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The Experience: Committed To Conservation

Discovering the turtles of Moreton Island

By | Wildlife, Blog

Discovering the turtles of Moreton Island

Wildlife
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The Moreton Bay region is one of the few places in the world where turtles can be found so close to a major city. Five species of sea turtle can be spotted year-round, including green, loggerhead, flatback, Pacific ridley and hawksbill turtle.

Who’s Who Of The Sea

Green Turtle chelonia mydas

Distinguishing features: Large, teardrop-shaped shell which comes in a variety of colours including black, brown, yellow and olive.

Loggerhead Turtle caretta caretta

Distinguishing features: Large reddish-brown shell and a short, oversized log-like head.

Flatback Turtle natator depressus

Distinguishing features: Sleek, pale grey-green, flat shell.

Hawksbill Turtle eretmochelys imbricata

Distinguishing features: Narrow pointed beak with a unique tortoiseshell coloured shell pattern that creates a serrated edge towards the back.

Olive ridley turtle (Pacific ridley) lepidochelys olivacea

Distinguishing features: Broad, olive-green shell with an oversized head.

From sand to sea, and back again.

Queensland boasts one of the largest populations of sea turtles in the world. During November-March, turtles return to their birthplace to breed. Female turtles make their way onto the shore and create up to seven nests of eggs underneath the sand. The summer heat warms the temperature of the sand and predicts the gender of the hatchlings; cooler for males and warmer for females. The eggs incubate for up to eight weeks before they hatch and the baby turtles begin their journey into the ocean.

Sadly, you won’t see any turtle babies on your Moreton Island tour; however, there is a high chance you will spot a turtle or two as they explore the coral reefs of the Tangalooma Wrecks. Many of the turtles you will see are in their teenage years.

The ancient mariners of the sea

Turtles have wandered the ocean for more than 120 million years and have earned the nickname of ‘Ancient Mariner’ rightly so. The average lifespan of a sea turtle is between 50-80 years old, with some known to live up to 100 years old.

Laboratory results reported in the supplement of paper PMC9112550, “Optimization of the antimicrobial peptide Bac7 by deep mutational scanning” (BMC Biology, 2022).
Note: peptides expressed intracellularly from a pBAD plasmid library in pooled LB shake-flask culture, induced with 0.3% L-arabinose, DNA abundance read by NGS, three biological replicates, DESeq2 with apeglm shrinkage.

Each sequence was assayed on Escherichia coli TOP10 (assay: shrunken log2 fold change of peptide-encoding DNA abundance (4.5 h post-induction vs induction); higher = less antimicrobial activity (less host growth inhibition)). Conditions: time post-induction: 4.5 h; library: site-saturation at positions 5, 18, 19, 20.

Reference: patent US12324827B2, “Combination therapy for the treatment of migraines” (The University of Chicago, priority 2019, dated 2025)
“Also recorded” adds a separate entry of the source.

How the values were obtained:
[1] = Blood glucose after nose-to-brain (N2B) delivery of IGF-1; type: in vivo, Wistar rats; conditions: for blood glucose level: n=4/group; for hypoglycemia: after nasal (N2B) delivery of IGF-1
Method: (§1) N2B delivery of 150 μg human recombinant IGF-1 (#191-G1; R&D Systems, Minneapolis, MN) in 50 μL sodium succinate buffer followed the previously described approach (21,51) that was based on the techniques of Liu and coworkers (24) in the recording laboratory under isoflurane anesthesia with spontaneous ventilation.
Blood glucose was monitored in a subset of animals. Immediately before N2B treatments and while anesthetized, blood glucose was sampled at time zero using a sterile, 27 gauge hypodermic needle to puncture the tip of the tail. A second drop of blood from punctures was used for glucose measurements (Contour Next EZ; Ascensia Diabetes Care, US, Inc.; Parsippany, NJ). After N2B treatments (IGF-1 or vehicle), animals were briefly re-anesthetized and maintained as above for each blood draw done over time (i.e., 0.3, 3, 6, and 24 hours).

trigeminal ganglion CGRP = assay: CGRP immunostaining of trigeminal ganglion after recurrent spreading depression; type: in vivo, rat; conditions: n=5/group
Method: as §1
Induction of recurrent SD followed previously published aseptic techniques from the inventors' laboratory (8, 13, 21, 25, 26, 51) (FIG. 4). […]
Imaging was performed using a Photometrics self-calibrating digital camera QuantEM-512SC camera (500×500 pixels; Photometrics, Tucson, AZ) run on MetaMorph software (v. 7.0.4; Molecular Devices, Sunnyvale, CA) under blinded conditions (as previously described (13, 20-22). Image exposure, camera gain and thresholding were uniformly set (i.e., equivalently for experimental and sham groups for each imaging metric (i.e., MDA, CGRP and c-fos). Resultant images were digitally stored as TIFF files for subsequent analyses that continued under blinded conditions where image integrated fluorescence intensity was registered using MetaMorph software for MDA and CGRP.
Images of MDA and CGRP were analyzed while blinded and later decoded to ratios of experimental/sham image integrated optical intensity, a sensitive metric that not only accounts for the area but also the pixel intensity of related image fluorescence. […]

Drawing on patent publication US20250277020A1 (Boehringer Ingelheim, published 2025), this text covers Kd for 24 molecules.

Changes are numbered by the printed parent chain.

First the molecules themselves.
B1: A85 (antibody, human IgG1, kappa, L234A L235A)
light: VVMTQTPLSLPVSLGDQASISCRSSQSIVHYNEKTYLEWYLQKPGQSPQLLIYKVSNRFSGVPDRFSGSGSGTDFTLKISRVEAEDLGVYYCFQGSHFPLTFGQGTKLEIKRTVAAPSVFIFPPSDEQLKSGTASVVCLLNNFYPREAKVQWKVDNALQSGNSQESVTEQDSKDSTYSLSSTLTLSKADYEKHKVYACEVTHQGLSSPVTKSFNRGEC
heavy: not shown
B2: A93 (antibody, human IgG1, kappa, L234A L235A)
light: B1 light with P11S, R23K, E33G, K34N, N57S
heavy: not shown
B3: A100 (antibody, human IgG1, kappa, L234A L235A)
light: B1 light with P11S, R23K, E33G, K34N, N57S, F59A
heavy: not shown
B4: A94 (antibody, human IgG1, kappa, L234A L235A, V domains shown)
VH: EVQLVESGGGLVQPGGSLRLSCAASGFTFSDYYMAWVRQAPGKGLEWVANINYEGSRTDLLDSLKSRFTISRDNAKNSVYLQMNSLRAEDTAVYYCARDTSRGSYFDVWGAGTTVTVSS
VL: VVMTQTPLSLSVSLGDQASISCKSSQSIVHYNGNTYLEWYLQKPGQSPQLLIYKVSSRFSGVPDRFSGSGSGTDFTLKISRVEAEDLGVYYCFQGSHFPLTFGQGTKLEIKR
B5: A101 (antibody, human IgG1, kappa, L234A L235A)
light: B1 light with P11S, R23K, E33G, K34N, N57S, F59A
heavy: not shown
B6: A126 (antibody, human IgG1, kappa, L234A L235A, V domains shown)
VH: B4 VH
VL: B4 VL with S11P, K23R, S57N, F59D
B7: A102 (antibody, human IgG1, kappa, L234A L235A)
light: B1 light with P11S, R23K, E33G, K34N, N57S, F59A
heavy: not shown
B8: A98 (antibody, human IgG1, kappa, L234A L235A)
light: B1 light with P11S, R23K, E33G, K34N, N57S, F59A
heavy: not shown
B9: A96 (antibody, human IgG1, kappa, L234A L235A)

Scientists are still unsure of the journey of the sea turtle and where they adventure during their time in the ocean. Turtles won’t come to land until they reach the breeding age of 30. From this age, they return to their birthplace to lay their eggs. In a vast ocean, how do they know where their original home is? During their time in the nest, hatchlings develop a form of GPS to which they use to find their way home.

A smorgasbord of jellyfish and seagrass

Sea turtles eat an array of underwater cuisine, all depending on the shape of their beak. Green turtles’ serrated beak makes it easy to munch through seagrass and jellyfish, whereas loggerhead turtles have a strong, curved beak which allows them to crunch on crabs and sea urchins. Hawksbill turtles, like their name, have a bird-like beak which helps them pick at sponge growing in coral reefs. Turtles have a razor-sharp sense of smell which allows them to locate food in murky water.

Three for the sea

Unfortunately, over the next few decades, sea turtles are at risk of becoming endangered or extinct. Pollution and litter are significant threats to their livelihood, as turtles cannot tell the difference between jellyfish and plastic bags floating in the ocean. Scientists have predicted that the loggerhead turtle may become extinct in forty years based on their rapidly declining population numbers.

Our favourite motto our crew lives by is ‘Take Three For The Sea‘. Rubbish on our streets ends up in waterways that eventually run out into the ocean. The piece of trash you walk past on your daily commute, if left, will end up in the sea and potentially risk the life of its inhabitants. You can help stop the pollution in our oceans by picking up three pieces of rubbish each day. If everyone on Earth picked up even one piece of litter a day, that would equate to 27.1 billion pieces saved from the sea each year. A little can go a long way.

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Hawksbill Turtle: Fotosearch/Fotosearch/Getty Images

Want to see these ancient creatures for yourself? Purchase your ticket for a See Moreton Dolphin and Tangalooma Wrecks Tour.

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By | Blog, Uncategorized, Wildlife

Dolphins at Moreton Island (Mulgumpin)

Wildlife
Meet the Locals